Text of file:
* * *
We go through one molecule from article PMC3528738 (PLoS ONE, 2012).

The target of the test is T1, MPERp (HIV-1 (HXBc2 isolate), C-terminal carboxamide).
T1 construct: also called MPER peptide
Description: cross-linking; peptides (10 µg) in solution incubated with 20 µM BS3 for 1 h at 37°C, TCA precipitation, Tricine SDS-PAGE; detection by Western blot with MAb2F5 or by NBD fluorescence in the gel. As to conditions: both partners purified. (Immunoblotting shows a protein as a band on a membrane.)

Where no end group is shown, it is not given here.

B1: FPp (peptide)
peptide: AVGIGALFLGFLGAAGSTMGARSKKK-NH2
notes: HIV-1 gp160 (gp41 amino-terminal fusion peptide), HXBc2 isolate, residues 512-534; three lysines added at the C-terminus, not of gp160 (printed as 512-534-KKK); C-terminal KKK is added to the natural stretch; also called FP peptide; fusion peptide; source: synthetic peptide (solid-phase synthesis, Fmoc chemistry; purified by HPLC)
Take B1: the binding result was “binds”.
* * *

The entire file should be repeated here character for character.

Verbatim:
We go through one molecule from article PMC3528738 (PLoS ONE, 2012).

The target of the test is T1, MPERp (HIV-1 (HXBc2 isolate), C-terminal carboxamide).
T1 construct: also called MPER peptide
Description: cross-linking; peptides (10 µg) in solution incubated with 20 µM BS3 for 1 h at 37°C, TCA precipitation, Tricine SDS-PAGE; detection by Western blot with MAb2F5 or by NBD fluorescence in the gel. As to conditions: both partners purified. (Immunoblotting shows a protein as a band on a membrane.)

Where no end group is shown, it is not given here.

B1: FPp (peptide)
peptide: AVGIGALFLGFLGAAGSTMGARSKKK-NH2
notes: HIV-1 gp160 (gp41 amino-terminal fusion peptide), HXBc2 isolate, residues 512-534; three lysines added at the C-terminus, not of gp160 (printed as 512-534-KKK); C-terminal KKK is added to the natural stretch; also called FP peptide; fusion peptide; source: synthetic peptide (solid-phase synthesis, Fmoc chemistry; purified by HPLC)
Take B1: the binding result was “binds”.